The recent proclamation from USA Today that Baltimore is the most dangerous city in America was still fresh as Mayor Catherine Pugh and the organizers of Light City gathered at the Reginald F. Lewis Museum Tuesday morning to outline this year’s festival.
“But let me just say, that was 2017,” said Mayor Catherine Pugh in her remarks. “We’re in 2018. Homicides in this city, down by 32 percent. I’m sure that’s more than almost any place in the country, so tell that story.”
“Non-fatal shootings down 48 percent, tell that story,” she continued. “And violence is down in every single category, and we know we’re headed in the right direction. And so I’m excited to invite visitors to our city, because we’ve got a lot to show off.”
Indeed, many of the event organizers who spoke said they saw the festival as a chance to show the city off–a not-uncommon theme at events like these featuring civic boosters and the like; that’s their job, after all. But there was a bit more urgency to those remarks in the wake of the bad headline, part of a long line of bad press for Baltimore.
More than that, others saw Light City as an entry point for discussing equitability and urban change.
“This is a unique festival, in that the art is supposed to elucidate and illuminate social issues and concerns that every one of us are dealing with as residents of this city, but as also as citizens of a larger human condition and race,” said Verna Myers, a diversity consultant, “cultural innovator” and member of the Light City Leadership Council. “And so this Light City, it’s not only about the art structures that are supposed to make us question, but my work is to question the status quo, so one of the things that I’m asking you to think about is light not just as only a structure–and art is awesome, because it helps us to see things differently–but I’m talking about art as a metaphor, art as something that shines a vision, a hope, an understanding.”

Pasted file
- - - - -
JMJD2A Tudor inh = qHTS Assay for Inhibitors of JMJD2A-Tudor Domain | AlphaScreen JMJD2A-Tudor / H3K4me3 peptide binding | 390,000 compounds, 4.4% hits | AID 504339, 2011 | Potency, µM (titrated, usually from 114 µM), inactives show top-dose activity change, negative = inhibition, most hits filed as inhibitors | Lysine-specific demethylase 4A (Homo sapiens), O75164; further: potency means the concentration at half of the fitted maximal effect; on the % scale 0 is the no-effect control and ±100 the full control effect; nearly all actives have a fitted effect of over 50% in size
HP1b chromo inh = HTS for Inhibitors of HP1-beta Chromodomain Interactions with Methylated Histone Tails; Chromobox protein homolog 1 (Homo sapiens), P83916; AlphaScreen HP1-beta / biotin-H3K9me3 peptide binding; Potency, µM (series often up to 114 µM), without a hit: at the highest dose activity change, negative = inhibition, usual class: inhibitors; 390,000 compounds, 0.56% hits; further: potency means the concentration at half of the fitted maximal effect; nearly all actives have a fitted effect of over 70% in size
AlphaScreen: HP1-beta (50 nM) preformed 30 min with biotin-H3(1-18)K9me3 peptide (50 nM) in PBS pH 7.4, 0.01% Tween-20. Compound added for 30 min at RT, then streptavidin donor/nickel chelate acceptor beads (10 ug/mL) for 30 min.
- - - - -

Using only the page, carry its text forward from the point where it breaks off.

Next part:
We should use “our collective lights” to create more possibilities and hope in every aspect of the city, she said.
Jamie McDonald, founder of Generosity Consulting and a chair of [email protected] City, the festival’s TED Talk-like slate of speaking engagements, said Light City is Baltimore’s Art Basel, its Sundance, its South by Southwest–but with a higher calling.
“Now, you don’t become that overnight, and we’re not saying now that the world has recognized that yet, but just wait, they will,” she said. “And the things that you’ve seen happen in those communities around the country because they invested in the innovation that was central to them, that is what we are doing in the innovation that is central to us here, which is the innovations that make cities fair and more just.”
In her wrap-up remarks as master of ceremonies, WJZ-TV anchor Denise Koch said she hoped people were leaving the press conference energized, ready to tell everyone about Light City.
“Take that, USA Today.”
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